Police have arrested an army lieutenant for providing information to drug-trafficking gangs in the VRAEM region of Peru.
Police arrested army lieutenant Wilber Delgado in the Satipo province of Junin yesterday. Delgado, who had been station in the VRAEM for seven years, was eating lunch with three alleged drug traffickers who were also arrested.
The arrest is the result of a joint operation between Peruvian police, organized crime prosecutors and the DEA to investigate the military’s role in drug trafficking in the country’s top coca-producing region. The DEA intercepted Delgado’s cell-phone conversations for the last year and collected significant audio evidence of him coordinating flights between Bolivia and clandestine airstrips in Junin.
Investigators told La Republica they have uncovered what they called a “longstanding relationship” between military officers and drug traffickers. Prosecutor Irene Mercado said high-ranking officers can charge drug-trafficking gangs as much as $15,000 per month to operate.
Yesterday’s arrest of a military officer comes one week after an in-depth report by the Associated Press exposed complicity between Peru’s military and drug trafficking gangs. A retired general from Peru’s army told the reporter that having the military combat drug trafficking in the VRAEM is “like putting four street dogs to guard a plate of beefsteak.”
Peruvian police told the AP that they do not trust the military in the VRAEM. One source shared intelligence about arriving flights with local military officials until becoming frustrated when the planes did not show. When his team acted alone without notifying the military, the raid seized the plane and 787 pounds of cocaine and arrested the pilot.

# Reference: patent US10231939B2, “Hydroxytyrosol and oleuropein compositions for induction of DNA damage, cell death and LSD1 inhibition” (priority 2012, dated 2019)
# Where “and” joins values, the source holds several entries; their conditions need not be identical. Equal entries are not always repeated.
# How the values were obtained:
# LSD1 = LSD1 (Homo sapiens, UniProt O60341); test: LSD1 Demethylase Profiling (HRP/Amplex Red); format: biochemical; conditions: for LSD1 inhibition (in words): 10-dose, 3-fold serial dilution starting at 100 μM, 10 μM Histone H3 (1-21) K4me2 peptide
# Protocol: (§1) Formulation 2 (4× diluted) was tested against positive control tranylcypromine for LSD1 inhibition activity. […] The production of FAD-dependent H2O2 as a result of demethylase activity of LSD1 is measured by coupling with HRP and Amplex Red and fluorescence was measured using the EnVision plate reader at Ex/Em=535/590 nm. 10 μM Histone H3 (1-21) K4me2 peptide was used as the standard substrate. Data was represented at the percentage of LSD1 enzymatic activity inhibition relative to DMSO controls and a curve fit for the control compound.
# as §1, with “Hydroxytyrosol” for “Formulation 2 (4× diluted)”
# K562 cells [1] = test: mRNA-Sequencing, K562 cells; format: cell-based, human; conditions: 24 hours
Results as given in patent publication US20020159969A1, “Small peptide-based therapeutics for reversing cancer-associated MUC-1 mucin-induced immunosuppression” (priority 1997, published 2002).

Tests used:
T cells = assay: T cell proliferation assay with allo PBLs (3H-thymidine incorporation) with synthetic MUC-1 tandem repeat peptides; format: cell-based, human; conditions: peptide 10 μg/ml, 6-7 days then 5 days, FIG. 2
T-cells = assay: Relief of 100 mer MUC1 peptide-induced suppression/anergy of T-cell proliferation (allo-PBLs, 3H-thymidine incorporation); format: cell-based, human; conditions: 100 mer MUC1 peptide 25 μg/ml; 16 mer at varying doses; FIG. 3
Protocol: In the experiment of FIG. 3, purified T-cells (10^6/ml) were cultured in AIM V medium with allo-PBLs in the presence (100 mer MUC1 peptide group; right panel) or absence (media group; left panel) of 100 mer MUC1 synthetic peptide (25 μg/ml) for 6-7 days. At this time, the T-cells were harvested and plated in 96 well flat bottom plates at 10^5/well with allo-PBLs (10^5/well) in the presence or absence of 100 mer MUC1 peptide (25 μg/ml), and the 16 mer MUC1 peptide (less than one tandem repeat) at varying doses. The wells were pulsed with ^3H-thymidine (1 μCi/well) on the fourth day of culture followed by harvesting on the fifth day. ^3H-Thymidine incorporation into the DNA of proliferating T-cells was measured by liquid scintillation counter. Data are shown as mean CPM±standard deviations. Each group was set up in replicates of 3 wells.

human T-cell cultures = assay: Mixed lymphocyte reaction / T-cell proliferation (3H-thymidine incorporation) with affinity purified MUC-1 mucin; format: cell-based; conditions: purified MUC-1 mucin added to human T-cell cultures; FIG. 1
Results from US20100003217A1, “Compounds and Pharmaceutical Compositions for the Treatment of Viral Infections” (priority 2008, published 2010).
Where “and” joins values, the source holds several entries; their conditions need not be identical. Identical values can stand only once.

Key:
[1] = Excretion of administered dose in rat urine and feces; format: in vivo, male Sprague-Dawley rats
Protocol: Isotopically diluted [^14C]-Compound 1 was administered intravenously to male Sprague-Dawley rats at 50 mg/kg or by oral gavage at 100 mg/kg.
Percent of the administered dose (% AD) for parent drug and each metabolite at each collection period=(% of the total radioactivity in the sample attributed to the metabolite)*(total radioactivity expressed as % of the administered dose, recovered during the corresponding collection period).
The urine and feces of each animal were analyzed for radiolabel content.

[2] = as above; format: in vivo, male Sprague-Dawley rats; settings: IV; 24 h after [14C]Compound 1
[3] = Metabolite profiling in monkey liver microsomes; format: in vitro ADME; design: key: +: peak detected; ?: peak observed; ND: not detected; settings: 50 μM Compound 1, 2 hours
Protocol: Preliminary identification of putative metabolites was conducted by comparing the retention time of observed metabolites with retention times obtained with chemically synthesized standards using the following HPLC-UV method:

The AP report also highlighted how honest police are incapable of stopping the drug planes. Two narcotics agents gave the news service videotapes of small planes unloading cash and reloading drugs before returning to Bolivia. Outgunned before men with assault rifles in a lawless region, the police can only watch.
In August Peru enacted a law which would allow the air force to shoot down drug planes which refuse to land. However the government since balked at buying the necessary radars to implement the new policy.
The annual coca crop survey by the United Nations showed that Peru’s production of cocaine fell below that of Colombia last year. However the VRAEM is still one of the world’s top producing regions supplying South American and European markets.
Militar cobraba hasta S/. 50 mil por vuelo de droga en Vraem (La Republica)
Narco planes, millions in payloads, fly past Peru military (Associated Press)